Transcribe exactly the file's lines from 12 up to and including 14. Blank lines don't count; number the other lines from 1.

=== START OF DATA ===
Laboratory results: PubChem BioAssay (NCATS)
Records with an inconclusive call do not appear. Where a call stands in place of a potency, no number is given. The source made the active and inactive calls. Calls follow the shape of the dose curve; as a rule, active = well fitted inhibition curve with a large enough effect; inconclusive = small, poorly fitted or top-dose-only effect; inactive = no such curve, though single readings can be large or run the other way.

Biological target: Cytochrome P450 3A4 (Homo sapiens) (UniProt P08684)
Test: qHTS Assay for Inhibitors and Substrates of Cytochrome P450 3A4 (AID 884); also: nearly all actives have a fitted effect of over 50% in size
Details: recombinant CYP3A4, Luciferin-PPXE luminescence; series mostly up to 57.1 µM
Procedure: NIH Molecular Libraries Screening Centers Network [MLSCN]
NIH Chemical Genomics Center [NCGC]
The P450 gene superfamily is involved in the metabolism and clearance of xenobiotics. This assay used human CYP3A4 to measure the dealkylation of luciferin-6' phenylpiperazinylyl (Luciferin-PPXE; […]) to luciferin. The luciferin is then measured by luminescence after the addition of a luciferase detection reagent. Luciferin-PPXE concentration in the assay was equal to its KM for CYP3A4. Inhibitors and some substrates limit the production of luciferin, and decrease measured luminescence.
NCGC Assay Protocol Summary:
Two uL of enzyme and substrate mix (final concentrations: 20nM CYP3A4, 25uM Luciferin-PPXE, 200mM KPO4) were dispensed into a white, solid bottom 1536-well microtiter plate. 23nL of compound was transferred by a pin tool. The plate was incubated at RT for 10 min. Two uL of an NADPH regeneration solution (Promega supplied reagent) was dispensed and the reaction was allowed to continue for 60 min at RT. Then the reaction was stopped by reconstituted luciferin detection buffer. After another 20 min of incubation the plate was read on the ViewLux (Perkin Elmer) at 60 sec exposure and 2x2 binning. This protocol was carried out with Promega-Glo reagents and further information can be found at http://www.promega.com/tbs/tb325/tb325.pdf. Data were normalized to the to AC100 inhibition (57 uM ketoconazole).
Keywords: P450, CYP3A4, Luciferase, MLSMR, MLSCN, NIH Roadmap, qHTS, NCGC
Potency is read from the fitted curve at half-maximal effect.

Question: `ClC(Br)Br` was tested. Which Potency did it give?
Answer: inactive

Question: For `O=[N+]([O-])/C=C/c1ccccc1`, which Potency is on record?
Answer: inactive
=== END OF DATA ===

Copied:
Potency is read from the fitted curve at half-maximal effect.

Question: `ClC(Br)Br` was tested. Which Potency did it give?
Answer: inactive